Expansion plans for Volvo production in China

Chinese carmaker Geely, which is poised to acquire Swedish auto brand Volvo from US giant Ford, plans to expand the production of Volvo cars in China, according to media reports.

Reuters news agency reported on Friday that a source close to the company has revealed new and improved manufacturing plans in China.

Geely earlier stated its desire to work with local authorities and build production facilities which are tailor-made for the Chinese market.

Volvo began small-scale production in China in 2006 and today a number of Volvo models are being manufactured through Ford’s cooperation with Geely competitor Changan Automobile.

The cars include the S 40 model and a variant of the S 80 – which both sell at a substantially reduced price in China by avoiding high customs charges.

According to Reuters, Geely will acquire existing machinery from Changan. In the future it intends to collaborate with Chinese companies to build a new Volvo factory in Chongqing, in the south west of the country, where Changan’s own production plant is based.

Local production has led to steadily increasing sales for Volvo in China, but figures still remain relatively small.

Last year, around 15,000 cars were sold in the country compared with 12,600 cars in 2008.

Despite ongoing discussions to expand production to China, Geely has previously stated that Volvo’s head office and factory in Gothenburg will not be closed.

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Sweden’s Volvo regains strength after pandemic puts brakes on earnings

Swedish truck maker Volvo Group was hit by a sharp drop in earnings due to the coronavirus pandemic, but business rebounded at the end of the year.

Sweden's Volvo regains strength after pandemic puts brakes on earnings
Volvo Group CEO Martin Lundstedt. Photo: Adam Ihse/TT

In 2020, the group saw “dramatic fluctuations in demand” due to the Covid-19 pandemic, chief executive Martin Lundstedt said in a statement.

For 2021, Volvo raised its sales forecasts in its trucks division – its core business – in Europe, North America and Brazil.

However, it said it also expected “production disturbances and increased costs” due to a “strained” supply chain, noting a global shortage of semiconductors across industries.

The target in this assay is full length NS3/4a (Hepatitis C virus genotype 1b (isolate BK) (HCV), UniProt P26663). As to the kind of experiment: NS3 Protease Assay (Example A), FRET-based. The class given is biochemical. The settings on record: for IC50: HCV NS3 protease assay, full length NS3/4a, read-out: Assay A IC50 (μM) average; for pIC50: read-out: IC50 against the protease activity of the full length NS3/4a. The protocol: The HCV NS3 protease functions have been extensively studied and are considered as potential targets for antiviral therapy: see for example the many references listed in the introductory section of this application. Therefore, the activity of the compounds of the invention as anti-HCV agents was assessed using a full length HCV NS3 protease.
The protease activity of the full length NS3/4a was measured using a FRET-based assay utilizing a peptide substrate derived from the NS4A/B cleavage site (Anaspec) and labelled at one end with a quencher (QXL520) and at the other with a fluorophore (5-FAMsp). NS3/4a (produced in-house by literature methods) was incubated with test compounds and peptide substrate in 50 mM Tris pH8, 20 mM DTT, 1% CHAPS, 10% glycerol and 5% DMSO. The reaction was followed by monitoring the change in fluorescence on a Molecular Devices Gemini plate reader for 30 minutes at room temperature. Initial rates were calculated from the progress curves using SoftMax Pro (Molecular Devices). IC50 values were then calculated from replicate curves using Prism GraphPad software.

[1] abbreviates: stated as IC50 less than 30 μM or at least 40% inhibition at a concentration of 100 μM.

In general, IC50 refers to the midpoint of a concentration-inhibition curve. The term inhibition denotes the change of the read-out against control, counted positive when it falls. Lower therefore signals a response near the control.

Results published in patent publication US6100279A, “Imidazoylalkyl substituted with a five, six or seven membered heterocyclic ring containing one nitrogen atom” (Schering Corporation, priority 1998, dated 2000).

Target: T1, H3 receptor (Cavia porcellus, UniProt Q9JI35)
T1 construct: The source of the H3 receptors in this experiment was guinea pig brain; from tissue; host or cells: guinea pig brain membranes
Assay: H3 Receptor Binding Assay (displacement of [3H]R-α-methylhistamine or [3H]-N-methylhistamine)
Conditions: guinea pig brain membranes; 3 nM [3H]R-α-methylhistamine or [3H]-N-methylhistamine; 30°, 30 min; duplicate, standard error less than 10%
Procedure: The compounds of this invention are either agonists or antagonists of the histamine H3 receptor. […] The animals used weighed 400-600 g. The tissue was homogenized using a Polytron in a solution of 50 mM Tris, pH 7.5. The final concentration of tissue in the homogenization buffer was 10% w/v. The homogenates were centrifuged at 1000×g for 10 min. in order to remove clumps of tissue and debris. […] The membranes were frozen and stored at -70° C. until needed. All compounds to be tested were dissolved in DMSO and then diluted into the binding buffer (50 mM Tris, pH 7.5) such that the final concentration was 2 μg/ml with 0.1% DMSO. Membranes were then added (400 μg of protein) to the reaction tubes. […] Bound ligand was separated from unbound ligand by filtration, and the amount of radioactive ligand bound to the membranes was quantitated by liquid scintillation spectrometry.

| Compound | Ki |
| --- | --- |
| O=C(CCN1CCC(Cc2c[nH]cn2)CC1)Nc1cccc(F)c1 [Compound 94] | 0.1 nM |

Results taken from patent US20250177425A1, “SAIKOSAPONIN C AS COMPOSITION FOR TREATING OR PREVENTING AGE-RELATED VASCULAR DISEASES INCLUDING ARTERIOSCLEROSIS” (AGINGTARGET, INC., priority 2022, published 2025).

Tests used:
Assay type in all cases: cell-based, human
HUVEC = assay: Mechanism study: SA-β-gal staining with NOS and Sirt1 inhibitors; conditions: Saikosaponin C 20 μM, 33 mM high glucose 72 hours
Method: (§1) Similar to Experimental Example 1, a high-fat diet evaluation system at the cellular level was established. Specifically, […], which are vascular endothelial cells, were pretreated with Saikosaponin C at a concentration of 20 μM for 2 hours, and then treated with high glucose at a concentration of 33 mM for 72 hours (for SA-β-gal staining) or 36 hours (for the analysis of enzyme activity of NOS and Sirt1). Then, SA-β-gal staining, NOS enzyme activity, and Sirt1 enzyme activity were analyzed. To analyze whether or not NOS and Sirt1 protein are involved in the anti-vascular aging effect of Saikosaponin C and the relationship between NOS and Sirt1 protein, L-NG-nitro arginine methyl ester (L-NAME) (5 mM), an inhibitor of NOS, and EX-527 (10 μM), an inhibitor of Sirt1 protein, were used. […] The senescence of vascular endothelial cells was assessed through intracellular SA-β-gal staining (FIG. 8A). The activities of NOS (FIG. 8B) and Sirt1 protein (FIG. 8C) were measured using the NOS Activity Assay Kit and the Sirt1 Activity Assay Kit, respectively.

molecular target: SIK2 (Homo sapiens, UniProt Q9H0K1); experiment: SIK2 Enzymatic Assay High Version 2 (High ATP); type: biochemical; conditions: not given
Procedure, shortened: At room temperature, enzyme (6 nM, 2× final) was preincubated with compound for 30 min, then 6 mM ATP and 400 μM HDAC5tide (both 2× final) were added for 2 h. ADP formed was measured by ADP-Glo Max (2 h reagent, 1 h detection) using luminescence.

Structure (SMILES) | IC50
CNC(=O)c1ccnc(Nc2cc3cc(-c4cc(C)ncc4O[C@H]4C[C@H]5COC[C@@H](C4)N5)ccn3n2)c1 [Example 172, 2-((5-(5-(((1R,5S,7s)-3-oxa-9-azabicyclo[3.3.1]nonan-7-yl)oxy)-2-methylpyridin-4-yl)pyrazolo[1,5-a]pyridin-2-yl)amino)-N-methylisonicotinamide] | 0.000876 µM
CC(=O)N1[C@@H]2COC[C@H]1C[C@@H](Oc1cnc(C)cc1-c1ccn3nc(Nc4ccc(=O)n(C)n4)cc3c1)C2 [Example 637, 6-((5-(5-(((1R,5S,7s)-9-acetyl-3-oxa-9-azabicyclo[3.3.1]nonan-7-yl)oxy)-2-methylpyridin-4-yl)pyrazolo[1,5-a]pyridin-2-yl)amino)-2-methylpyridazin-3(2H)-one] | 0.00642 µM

The truck making sector is particularly sensitive to the global economic situation and is usually hard hit during crises.

In March, as the pandemic took hold around the world, Volvo suspended operations at most of its sites in 18 countries and halted production at Renault Trucks, which it owns, in Belgium and France.

Operations gradually resumed mid-year, but not enough to compensate for the drop in earnings.

With annual sales down 22 percent to 338 billion kronor (33.4 billion euros, $40 billion), the group posted a 46 percent plunge in net profit to 19.3 billion kronor (1.9 billion euros).

Operating margin fell from 11.5 to 8.1 percent.

However, the group did manage to cut costs by 20 percent.

“We have significantly improved our volume and cost flexibility, which were crucial factors behind our earnings resilience in 2020,” the group said.

Volvo's business regained strength in the second half of the year.

“Customer usage of trucks and machines increased when the Covid-19 restrictions were eased during the summer and this development continued during both the third and fourth quarters,” it said.

“Both the transport activity and the construction business are back at levels on par with the prior year in most markets.”

For the fourth quarter alone, the company reported a 38-percent rise in net profit from a year earlier.